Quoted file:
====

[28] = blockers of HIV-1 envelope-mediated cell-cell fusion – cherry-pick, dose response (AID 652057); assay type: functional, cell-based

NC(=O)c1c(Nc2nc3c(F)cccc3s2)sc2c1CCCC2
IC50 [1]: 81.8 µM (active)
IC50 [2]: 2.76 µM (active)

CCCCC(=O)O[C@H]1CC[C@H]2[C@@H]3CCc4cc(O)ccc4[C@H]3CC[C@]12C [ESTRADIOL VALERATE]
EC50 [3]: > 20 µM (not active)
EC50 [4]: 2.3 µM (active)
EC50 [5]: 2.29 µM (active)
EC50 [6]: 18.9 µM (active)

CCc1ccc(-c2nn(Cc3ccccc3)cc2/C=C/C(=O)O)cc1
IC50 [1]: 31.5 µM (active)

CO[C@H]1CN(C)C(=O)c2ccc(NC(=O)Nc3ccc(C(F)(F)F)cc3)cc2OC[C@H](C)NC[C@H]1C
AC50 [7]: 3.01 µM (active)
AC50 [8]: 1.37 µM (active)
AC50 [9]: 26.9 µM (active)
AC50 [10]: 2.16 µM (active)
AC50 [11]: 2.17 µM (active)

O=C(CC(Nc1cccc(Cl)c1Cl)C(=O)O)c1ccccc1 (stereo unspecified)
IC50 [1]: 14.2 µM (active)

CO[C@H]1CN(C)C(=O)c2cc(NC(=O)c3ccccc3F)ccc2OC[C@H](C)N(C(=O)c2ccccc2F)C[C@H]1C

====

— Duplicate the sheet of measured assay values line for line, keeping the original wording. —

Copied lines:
[28] = blockers of HIV-1 envelope-mediated cell-cell fusion – cherry-pick, dose response (AID 652057); assay type: functional, cell-based

NC(=O)c1c(Nc2nc3c(F)cccc3s2)sc2c1CCCC2
IC50 [1]: 81.8 µM (active)
IC50 [2]: 2.76 µM (active)

CCCCC(=O)O[C@H]1CC[C@H]2[C@@H]3CCc4cc(O)ccc4[C@H]3CC[C@]12C [ESTRADIOL VALERATE]
EC50 [3]: > 20 µM (not active)
EC50 [4]: 2.3 µM (active)
EC50 [5]: 2.29 µM (active)
EC50 [6]: 18.9 µM (active)

CCc1ccc(-c2nn(Cc3ccccc3)cc2/C=C/C(=O)O)cc1
IC50 [1]: 31.5 µM (active)

CO[C@H]1CN(C)C(=O)c2ccc(NC(=O)Nc3ccc(C(F)(F)F)cc3)cc2OC[C@H](C)NC[C@H]1C
AC50 [7]: 3.01 µM (active)
AC50 [8]: 1.37 µM (active)
AC50 [9]: 26.9 µM (active)
AC50 [10]: 2.16 µM (active)
AC50 [11]: 2.17 µM (active)

O=C(CC(Nc1cccc(Cl)c1Cl)C(=O)O)c1ccccc1 (stereo unspecified)
IC50 [1]: 14.2 µM (active)

CO[C@H]1CN(C)C(=O)c2cc(NC(=O)c3ccccc3F)ccc2OC[C@H](C)N(C(=O)c2ccccc2F)C[C@H]1C